Given the popularity of the likes of Netflix, there’s no doubt that 2018 is putting content producers and publishers under more pressure than ever. While this is good news for streaming services with content on tap, or the ability to buy studios who do, it is increasingly challenging for those that lack the budget available to the bigger distributors if they don’t also have the technology to help them in the content arms race. It’s driven by enormous sums of investment in online content licensing and the creation of original content by streaming services eager to snap up as many subscribers globally as possible.
According to Unisphere Research forecast, live, linear OTT viewing will surpass traditional broadcast TV viewing by 2020 and, according to Zenith Media, mobile video consumption is at an estimated 28 minutes per person per day. This consumer trend towards binging hours of online content has led to a content arms race in the media and entertainment industry.
But the real secret to success lies in an effective content supply chain that saves costs and improves the overall customer experience.
For smaller content producers willing to invest in the speed and efficiency of their content supply chains sooner rather than later, the visibility into relevant data sets provides unparalleled insight, which can be effectively used to calculate their return on investment in content production and make smarter decisions.,
Becoming your own Netflix isn’t just possible, it’s within reach.
As the amount of original content continues to soar, a growing number of distributors have less patience when it comes to waiting for shows to build an audience and this means shake-outs for shows experiencing a “bad month”. In order to combat any lulls in content in this instance, content producers must implement a media asset management system and some form of an archive.
If that system is working effectively for the content product – which is rarely the case – and there is a central repository of assets operating across the entire organisation, it means that they have quicker access to old content that can be reused at a moment’s notice, much to the delight of any content distributor.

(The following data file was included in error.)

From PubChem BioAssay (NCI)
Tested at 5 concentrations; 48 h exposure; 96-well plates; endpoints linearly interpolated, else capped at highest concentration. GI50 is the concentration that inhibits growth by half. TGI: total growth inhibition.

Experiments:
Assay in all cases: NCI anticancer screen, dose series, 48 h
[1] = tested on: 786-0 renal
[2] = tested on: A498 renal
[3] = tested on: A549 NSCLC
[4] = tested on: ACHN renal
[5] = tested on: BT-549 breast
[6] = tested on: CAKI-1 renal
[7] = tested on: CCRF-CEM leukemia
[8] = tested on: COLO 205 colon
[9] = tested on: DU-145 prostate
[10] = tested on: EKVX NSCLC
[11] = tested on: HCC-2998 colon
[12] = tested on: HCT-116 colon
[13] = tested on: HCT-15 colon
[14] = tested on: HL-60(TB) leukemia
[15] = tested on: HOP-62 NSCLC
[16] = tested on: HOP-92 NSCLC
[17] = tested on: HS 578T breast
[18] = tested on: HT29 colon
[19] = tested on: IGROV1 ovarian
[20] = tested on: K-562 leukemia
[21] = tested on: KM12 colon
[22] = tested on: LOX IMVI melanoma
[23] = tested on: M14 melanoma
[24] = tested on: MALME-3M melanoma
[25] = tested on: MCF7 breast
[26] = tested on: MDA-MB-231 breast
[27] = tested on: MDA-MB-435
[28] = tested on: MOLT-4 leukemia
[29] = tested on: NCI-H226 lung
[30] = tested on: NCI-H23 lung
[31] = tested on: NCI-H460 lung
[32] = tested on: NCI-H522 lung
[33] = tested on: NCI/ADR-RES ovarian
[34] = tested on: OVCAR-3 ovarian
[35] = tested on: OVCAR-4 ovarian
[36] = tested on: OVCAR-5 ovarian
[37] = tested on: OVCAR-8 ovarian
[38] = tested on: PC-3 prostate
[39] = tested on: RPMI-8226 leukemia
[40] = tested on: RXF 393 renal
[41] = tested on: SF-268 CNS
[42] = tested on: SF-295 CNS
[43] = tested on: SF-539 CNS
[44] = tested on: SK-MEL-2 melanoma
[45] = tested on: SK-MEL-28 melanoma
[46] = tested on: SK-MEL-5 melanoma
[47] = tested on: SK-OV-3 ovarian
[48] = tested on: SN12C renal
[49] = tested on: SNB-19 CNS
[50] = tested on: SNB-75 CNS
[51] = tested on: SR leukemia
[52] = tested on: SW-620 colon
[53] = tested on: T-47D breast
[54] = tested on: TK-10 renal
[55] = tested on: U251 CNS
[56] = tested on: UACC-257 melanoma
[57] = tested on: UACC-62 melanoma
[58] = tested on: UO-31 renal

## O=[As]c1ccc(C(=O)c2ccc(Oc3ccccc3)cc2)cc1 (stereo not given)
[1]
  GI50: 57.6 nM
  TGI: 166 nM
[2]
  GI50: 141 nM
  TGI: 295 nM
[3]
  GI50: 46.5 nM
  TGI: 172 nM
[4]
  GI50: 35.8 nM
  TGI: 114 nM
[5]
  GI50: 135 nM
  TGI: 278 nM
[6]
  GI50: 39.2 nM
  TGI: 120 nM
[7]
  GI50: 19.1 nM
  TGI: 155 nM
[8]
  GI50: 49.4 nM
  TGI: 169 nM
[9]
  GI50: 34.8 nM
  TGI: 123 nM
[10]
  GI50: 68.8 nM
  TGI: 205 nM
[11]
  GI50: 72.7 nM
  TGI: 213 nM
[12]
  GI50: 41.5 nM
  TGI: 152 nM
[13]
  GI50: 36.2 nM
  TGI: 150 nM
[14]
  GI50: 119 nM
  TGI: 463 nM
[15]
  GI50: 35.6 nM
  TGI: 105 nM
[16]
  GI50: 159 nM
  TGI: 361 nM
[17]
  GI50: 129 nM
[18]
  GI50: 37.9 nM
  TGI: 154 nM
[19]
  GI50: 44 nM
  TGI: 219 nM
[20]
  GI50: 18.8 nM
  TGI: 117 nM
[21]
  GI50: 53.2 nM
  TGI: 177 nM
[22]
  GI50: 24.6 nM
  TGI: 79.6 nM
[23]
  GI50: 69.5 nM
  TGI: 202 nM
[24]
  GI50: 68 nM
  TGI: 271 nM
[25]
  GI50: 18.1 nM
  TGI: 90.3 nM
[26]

Once those initial efficiencies have been put in place and existing content is no longer being recreated, the next step is building out the workflow from that core and connecting all the systems and processes. Then content producers can really start to accelerate efficiencies by automating tasks previously undertaken by humans with artificial intelligence plug-ins.
Automation is transforming every aspect of our day-to-day lives, and the media and entertainment industry is no exception. Here, capabilities can be multiplied, and on the same budget, to allow content producers to better target niche markets around the world. By automating a tedious and traditionally manually-driven process, content producers can knock as much as 90 per cent off of the time taken to recognise a piece of content.
Investment in AI and automation has become imperative for any content producers wanting to measure the appeal of their content to a new demographic before investing mammoth amounts of money – particularly now that audiences are more fragmented, and producers have to store more metadata because more content is localised for more regions.
In a rapidly evolving landscape, it’s vital that producers can keep pace with new technologies that are transforming the way people consumer their content. Virtual reality and 360-video are just some of the forms of content that producers are keeping a close eye on. However, if producers don’t have the supply chain in place that allows them to make it easy to test the relevance of new formats and technologies for their audiences and processes, they risk falling behind.